Anna Marcet Haldeman-Julius to Jane Addams, August 23, 1916

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Dearest Auntie,

I am sending you a couple of carbons. One I want you to read and one you will like to see.

Orville confessed, at last, that Mrs McCormick was the person who had signed the checks. Somehow, I couldn't get out of my head all the things you said when we were in Colorado Springs. So I just told the men at the bank that I was for letting the matter drop as far as she was concerned. Also, I added some reasons of policy which were convincing, but I could just as easily have convinced them that we should prosecute her. If she only knew it she has you to thank for her freedom. As for Orville, I had promised him that if he would tell us the whole story from beginning to end I would do what I could for him, so it was up to me to keep my word. I am quite sure Governor Capper will grant the parole and if the boy behaves himself I will see about a pardon.

About Mary. The point is this. When she was out here and saw Dandy she began talking a new car for Cedarville. A new car for Cedarville. A new car for Cedarville. I explained to her that this year we were throwing all our bank earnings (except for $1000 which we are putting to surplus) straight into our building fund and were [therefore] not declaring any dividends; that the Radley Playground had cost me over $1500; that getting married upon which I had not counted when I started the other two matters had run up to over $1000; that therefore I was using from Grandmother's interest account.

I further explained that as I was doing this, I did not feel justified in buying a new car for us this year and had intended to wait until next year before purchasing it. But as it was what Grandmother, herself, wanted to give us, and would, and will, give us next year, Manuel, who was most anxious to have it this year cashed a $1000 time certificate of his own and next year, when things are running normally, I will replace it to his account from Grandmothers. Stanley and Myra were married first and I will have Grandmother give them their piano first. I explained to Mary that you and I thought it right for Grandmother to give them this for their wedding present and that we had told them they might expect it within six months (from June.)

I also explained to her that since March (as I am using from Grandmother's and not my own) account I had not sent you the $35 which I think it fair I should send you for Esther from Mother. I am sure you know that I will square this last up, not later than the fore part of the year, probably before then as I have a good deal coming in the later part of this. You see, Auntie, I never know how much nor how suddenly I may need to draw for Grandmother and I feel it my duty to always keep a good reserve for her.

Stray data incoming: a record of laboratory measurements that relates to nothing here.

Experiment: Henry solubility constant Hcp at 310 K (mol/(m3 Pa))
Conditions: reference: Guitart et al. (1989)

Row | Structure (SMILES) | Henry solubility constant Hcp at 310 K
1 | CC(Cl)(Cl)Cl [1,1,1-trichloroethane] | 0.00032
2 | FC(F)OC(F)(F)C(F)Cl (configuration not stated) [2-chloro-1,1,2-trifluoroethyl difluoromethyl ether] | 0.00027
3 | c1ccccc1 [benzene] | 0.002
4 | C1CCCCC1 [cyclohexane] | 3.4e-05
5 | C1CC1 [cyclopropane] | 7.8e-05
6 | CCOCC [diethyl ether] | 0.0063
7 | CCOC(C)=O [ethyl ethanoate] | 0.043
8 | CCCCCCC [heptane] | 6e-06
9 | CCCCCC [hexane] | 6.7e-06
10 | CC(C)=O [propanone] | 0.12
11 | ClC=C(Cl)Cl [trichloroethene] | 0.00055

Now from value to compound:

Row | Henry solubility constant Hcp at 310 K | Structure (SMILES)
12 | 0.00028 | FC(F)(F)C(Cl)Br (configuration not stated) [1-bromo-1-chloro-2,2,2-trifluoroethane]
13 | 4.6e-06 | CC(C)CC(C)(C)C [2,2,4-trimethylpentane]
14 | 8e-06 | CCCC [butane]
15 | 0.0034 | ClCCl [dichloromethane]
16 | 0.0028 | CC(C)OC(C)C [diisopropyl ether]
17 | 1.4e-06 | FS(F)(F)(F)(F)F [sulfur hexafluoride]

Now these were the reasons I <gave> Mary for not [wishing] and, in fact, not feeling it was right to start anything else [page 2] I told her that as soon as Stanley had his piano and Manuel his $1000 and you had the E. H. remittances to date, we would put all our enthusiasm into a new Buick for Cedarville.

You understand, Auntie, that the Playground, on which I have done all I intend to this year, is paid for to the last penny; that Manuel and I keep all our bills up to the dot; that we are coming out beautifully as to the [remodeling] and will have a building which will be a fine monument to father and mother and a big boost to the town. And that I have been, and am keeping well within our (Grandmother's and my own) joint incomes and keeping us both cozy and [illegible] comfortable. But knowing what a heavy and unusual year this has been, I think it most unfair of Mary to go and get a car behind my back.

If she had even come out frankly and fussed about it here, I would feel differently. But she was just as sweet as could be, appeared to understand, seemed to have an awfully good time -- except that it was too hot for her -- and then went home, pulled off this deal and did not say a word to me until it was all over. It was the slyness and underhandedness that makes me teach her this lesson. By rights, I ought to make her pay for the Ford too, which was not hers and which she had no right to trade in. And then let her own this new car complete. But that seemed mean, and of course Grandmother's guests do get the benefit of it meanwhile. So I have let it go as you see in the letter to her.

The trouble is that she has gotten the notion that she is indispensable. She is not by any manner or means. I would very much rather have things go on as they are. But if she tried to get funny, I would simply put things in shape here, live at Cedarville myself and have a trained nurse take care of Grandmother. She would miss Mary at first, but she would not miss her long. She is exactly like a child in that she can be kept happy by being made much over and constantly amused.

I have proven to myself that I can be content and useful anywhere and while I am intensely interested in my bank and we are doing a corking and live business and my work in the Association is going splendidly, I could just as easily get [illegible] absorbed in writing and I am sure handle my affairs as well in Illinois as in Kansas. However, I dare say I shall be here many more years!

Hastily, but with a [heart full] of love in which Manuel joins me,

August 23, '16.